Tag Archive | gender

Language switching and “Empress Matilda of England”


As Matilda prayed King Henry quietly slipped into the chapel, “You are still in mourning, Matilda.”

Matilda turned to him and bowed her head respectfully, “Mein König!”

“You are not empress and this is not Germany.”

“Ja, mein König.”

“Stop calling me that and speak English, Matilda,” growled King Henry sternly.


“Parce que je suis le roi d’Angleterre et vous êtes ma fille!”

“Oui, sa est ta fille, Henri,” confirmed Queen Adeliza as she strode out from behind one of the chapel’s many columns. Adeliza curtsied to Matilda, “Guten Morgen, meine Kaiserin. Fröhliche Weihnachten.”

“Fröhliche Weihnachten,” smiled Matilda before switching to English, “You must be my step-mother.”

If you are a fan of the Legendary Women of World History Series, you are probably familiar with quick language switching from the above except from “Empress Matilda of England” that hallmarks the series. Historical persons speak many languages in the Legendary Women of World History, a reflection of their personal histories and the world around him. Speaking in one’s native tongue, at least occasionally, helps us remember who people are.  Language is a core part of our identity, our psychology, even when we are not conscious of it. Words carry not only their direct meaning, but a cultural subtext that literally alters how we think.  One of the many benefits of speaking multiple languages, at least partially, is the way each language forces us to work from a different point of view.

Chinese, for example, uses the same verb form regardless of singular, plural, or when something happened.  In Chinese things these are signaled through nearby words. For example 我说中文 means “I speak Chinese.” 说 is the verb “to speak.” 她们过说中文 means “they [female] used to speak Chinese. In spoken Chinese the words “he” and “she” are pronounced exactly the same. The ideas of “he” and “she” are contextual in Chinese. 她们过说中文 and 他们过说中文 sound exactly the same and in English are translated the same since English does not distinguish gender in the third person plural unlike French which does (ils sont verses elles sont).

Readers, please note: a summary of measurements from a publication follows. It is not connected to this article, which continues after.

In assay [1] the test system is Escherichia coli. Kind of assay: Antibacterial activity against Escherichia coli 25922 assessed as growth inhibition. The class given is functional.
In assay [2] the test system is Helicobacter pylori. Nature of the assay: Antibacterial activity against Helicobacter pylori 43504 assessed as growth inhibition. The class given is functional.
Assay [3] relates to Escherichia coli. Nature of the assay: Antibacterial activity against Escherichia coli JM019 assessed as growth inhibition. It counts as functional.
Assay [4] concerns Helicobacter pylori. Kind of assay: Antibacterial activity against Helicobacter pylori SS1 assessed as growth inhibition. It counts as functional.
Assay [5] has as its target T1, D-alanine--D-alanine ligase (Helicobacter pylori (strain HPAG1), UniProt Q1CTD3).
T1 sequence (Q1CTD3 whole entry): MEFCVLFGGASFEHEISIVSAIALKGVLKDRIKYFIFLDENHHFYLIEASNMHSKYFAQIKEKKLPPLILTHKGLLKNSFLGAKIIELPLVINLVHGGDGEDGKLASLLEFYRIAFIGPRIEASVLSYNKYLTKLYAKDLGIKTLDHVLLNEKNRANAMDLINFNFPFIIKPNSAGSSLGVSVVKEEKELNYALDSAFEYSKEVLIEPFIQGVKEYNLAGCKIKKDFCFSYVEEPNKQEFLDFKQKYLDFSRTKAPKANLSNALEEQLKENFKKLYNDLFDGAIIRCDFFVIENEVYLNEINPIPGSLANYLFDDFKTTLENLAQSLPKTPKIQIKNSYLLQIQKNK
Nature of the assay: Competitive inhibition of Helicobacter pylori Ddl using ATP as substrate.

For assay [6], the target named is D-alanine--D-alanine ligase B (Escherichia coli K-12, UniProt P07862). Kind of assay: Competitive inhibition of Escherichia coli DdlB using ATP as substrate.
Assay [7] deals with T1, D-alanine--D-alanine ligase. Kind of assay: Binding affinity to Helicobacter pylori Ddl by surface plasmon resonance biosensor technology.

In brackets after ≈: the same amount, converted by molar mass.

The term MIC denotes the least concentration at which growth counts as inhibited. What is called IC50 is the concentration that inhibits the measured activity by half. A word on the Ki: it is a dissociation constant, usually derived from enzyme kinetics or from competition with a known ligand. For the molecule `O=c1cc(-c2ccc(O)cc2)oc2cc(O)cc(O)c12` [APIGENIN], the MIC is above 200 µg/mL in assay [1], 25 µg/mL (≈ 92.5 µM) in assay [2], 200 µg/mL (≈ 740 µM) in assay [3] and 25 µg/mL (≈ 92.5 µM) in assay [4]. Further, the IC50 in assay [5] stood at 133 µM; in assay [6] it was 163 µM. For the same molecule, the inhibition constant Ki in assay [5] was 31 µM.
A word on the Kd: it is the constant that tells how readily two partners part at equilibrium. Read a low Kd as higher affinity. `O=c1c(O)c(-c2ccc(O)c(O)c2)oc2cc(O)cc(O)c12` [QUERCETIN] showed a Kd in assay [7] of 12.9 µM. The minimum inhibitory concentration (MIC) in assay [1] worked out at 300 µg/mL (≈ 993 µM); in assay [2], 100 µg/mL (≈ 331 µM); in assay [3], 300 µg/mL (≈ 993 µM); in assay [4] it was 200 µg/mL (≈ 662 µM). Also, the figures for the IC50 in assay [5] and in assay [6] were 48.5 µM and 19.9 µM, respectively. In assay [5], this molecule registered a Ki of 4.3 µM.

Specific traits from our native language shape our view of the world. Gender is not immediately obvious in spoken Chinese (only in written Chinese) unlike many Western European languages where gender is instantly recognizable. Welsh often begins sentences with the direct object and puts the subject last. A famous example of that from Gwenllian ferch Gruffydd is my favourite line, “Cymraes dw i,” which means I am a Welsh woman. Cymraes means Welsh (person) in the feminine form (the masculine is Cymraeg which is the same word as you use for the Welsh language). Dw i means “I am.” Welsh often mutates. “Gymraeg” is the same word as “Cymraeg” and which one you use depends on context — and is one reason why the language is best learned in person with native Welsh speakers.

It is this massive role that language plays in our lives that requires the persons in the Legendary Women of World History series to occasionally speak a few words of her or his native tongue.  When Baron William Fitzgerald calls Matilda, “F’arglwyddes!” she and you along with her immediately know that William is Welsh. F’arglwyddes, if you haven’t guessed, means “Milady.” Incidentally “Fitz” in a name means “son of” and is the French equivalent of Welsh “ap” in a name.

Fortunately, most of the non-English in the LWWH can be figured out through context. Contextual reading is not usually the way Americans are taught to read, but it is critical skill to develop and one more reason why the LWWH make excellent texts for home schools. Contextual reading means you are working not only on the word level, but the sentence and paragraph level to discern meaning. In chapter one of Empress Matilda, I kick this up a notch in a single scene.

“Guten morgen. Sie müssen Matilda sein. Ich bin Heinrich, der römisch-deutsche Kaiser.” Smiling Emperor Heinrich looked into Matilda’s grey eyes, the blankness on her face making clear to him that she did not understand what he just said. Slowly Heinrich knelt beside her to meet her eyes, his voice soft and reassuring. “Ich werde dich nicht verletzen. Hab keine Angst. Ich bin derjenige, der dein Mann sein wird. Ich bin jetzt dein Kaiser und wenn du alt genug bist, wirst du meine Kaiserin.”

Here we are confused and meant to be confused. Matilda is eight years old and suddenly ripped from her home and family in London to be presented to Kaiser (Kaiser means “emperor” in German) Heinrich V to whom she is to be wed. Like most royal brides of the middle ages and early renaissance, she does not speak a word of her future husband’s language. Because we do not understand on a sentence level what he is saying to her, we share in her terror and confusion and in her relief when, soon after in the scene, the English ambassador steps forward and summarizes what Heinrich just said, telling her that this is the emperor to whom she is to be wed and conveying to her his reassurances that he means her no harm.